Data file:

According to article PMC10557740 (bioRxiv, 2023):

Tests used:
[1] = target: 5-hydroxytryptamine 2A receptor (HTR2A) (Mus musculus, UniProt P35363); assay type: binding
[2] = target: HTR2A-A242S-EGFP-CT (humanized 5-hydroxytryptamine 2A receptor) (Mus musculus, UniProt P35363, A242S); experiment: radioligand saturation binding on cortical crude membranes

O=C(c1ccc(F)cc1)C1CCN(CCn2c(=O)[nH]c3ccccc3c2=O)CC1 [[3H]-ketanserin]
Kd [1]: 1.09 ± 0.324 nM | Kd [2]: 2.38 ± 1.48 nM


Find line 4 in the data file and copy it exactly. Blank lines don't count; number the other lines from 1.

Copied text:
[2] = target: HTR2A-A242S-EGFP-CT (humanized 5-hydroxytryptamine 2A receptor) (Mus musculus, UniProt P35363, A242S); experiment: radioligand saturation binding on cortical crude membranes